A look from the stands at the Sydney Cricket Grounds.
SYDNEY — “Tonight will be groundbreaking.”
These words didn’t come from a publicist, spin doctor, or promoter. They came from a fan. Jay Hyett and his wife Lauren are from Melbourne, Australia. While spending time in New York in 2009, they witnessed firsthand the joy and excitement of baseball.
“We went to the new Yankee Stadium, right when it opened,” remembered Jay. “It was such a cool thing to be a part of. I loved every second.”
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While his friends occupy their time following Australian rules football and rugby, Jay stays up late watching MLB games on the Internet.
“I try to get them into it, they think I’m crazy,” Jay said.
It’s that craziness that spurred him to fly up to Sydney to watch the Dodgers and Diamondbacks do battle.
“Hopefully this (game) will change some minds,” he added.
Many have questioned why Major League Baseball would open its season in Australia. Unlike other international destinations the league has visited, such as Mexico and Japan, there is no established fan base Down Under.
Still, looking around the Sydney Cricket Ground on Saturday night, it was hard to find an empty seat in the house. There were long lines in front of every souvenir booth, with patrons eager to fork over their hard earned money in exchange for a keepsake from the occasion. Aussies proudly wore merchandise that read “LA” and “Arizona,” even though in many cases they have never visited either place.
For all the second-guessing over whether these sports fans would embrace the spectacle of Opening Day, the response went beyond what most could have imagined.
Fans line up to get Dodgers and Diamondbacks gear.
Baseball is one of the true, unequivocally identifiable symbols of American culture. Though the NFL has overtaken it in terms of domestic popularity, baseball is still America’s pastime in the eyes of the world. Never was this so clear then on Saturday night in Sydney.
The moment wasn’t simply about Australia embracing a game. It wasn’t even about either of the teams on the field. For this evening, Sydney embraced all things American.
A trio of musicians played “Take Me Out To The Ballgame” as fans entered the stadium. Massive ballpark hot dogs sold out long before their Aussie counterpart, meat pies. A look at the crowd saw Australian flags and American flags being waved together with equal pride and gusto.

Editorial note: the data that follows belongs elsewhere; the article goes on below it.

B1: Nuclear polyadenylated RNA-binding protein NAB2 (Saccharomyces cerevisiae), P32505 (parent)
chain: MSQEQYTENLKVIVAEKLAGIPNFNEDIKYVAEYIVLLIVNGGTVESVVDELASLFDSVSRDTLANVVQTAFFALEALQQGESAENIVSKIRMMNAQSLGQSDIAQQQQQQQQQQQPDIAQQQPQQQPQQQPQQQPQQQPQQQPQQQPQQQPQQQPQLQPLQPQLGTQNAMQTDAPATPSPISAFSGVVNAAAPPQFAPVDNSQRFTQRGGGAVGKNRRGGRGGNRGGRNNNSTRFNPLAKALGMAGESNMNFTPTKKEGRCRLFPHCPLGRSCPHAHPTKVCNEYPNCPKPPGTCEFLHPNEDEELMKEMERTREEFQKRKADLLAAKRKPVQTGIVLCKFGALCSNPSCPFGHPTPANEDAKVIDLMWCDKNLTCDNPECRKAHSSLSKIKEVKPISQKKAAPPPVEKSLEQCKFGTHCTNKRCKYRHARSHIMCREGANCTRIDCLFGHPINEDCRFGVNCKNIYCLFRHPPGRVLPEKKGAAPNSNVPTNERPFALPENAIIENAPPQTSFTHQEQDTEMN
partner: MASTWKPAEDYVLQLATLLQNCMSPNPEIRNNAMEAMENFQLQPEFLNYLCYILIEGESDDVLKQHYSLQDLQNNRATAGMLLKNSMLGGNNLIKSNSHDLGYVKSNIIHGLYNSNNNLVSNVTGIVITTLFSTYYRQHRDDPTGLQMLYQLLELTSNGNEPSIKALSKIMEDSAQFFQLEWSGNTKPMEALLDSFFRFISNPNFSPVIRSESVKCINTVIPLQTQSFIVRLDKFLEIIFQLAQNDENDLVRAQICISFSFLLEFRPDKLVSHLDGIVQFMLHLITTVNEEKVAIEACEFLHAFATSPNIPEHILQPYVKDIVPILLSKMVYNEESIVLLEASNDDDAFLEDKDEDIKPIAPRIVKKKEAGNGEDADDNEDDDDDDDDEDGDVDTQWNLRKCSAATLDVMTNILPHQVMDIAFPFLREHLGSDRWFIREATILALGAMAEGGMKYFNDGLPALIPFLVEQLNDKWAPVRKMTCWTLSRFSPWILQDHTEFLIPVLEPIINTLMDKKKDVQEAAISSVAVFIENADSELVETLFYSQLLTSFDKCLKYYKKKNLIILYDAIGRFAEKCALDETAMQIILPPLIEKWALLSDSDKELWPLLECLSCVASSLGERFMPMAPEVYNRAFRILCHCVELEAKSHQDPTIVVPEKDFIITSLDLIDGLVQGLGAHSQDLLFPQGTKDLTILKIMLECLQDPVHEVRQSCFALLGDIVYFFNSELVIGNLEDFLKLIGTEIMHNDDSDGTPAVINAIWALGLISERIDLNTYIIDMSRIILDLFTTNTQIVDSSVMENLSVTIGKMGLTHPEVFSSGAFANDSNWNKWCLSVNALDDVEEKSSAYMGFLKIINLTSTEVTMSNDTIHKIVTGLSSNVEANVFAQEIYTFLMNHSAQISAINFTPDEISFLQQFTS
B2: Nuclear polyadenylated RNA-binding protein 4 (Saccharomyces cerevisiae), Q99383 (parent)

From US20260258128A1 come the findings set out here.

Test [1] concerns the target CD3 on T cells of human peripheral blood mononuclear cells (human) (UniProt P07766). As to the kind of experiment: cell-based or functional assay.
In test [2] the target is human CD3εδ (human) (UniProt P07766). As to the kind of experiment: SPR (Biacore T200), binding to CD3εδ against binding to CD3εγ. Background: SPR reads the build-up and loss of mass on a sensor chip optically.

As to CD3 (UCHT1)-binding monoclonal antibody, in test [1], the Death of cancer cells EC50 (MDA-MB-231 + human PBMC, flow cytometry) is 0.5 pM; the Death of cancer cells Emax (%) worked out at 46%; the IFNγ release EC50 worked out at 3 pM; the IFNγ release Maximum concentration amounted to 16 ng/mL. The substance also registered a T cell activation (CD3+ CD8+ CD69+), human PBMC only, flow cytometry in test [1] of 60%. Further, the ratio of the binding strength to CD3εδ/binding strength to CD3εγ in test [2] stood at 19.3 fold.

Each foul ball, each routine grounder, every play that the average US baseball fan takes for granted during the course of a game was cheered and applauded by the capacity crowd.
Lisa proudly showing off her souvenir home run ball.
The irony, of course, was that the game itself offered little in terms of offensive fireworks. Scott Van Slyke’s two-run homer provided the most excitement.
The ball wound up in the hands of a woman named Lisa, a local girl who proudly supports Australia’s own fledgling professional league, the ABL. Lisa became an instant celebrity for the night, high-fiving and taking pictures with other fans, all while she proudly showed off her souvenir home run ball.
It will be difficult to gauge the full effect of this Opening Day until further down the line. In the immediate, things are simple; the Dodgers are 1-0, the Diamondbacks 0-1.
It’s never easy to introduce a new sport to a foreign audience, especially one that already has its own thriving sports culture within its own shores. Getting people energized for a special event is one thing, maintaining genuine interest over the course of a 162 game season is quite another.
Still, there’s no denying that for one night, Sydney buzzed with an electricity generated by baseball.
Officials hope this can be the first major step towards breaking into a new market for the MLB. Years from now, if that goal becomes a reality, we’ll all be able to look back at this night and agree, it really was groundbreaking.
Corey is an Australian rules football player for the LA Dragons. He is also a music producer, radio producer for Westwood One, and freelance contributor to multiple publications.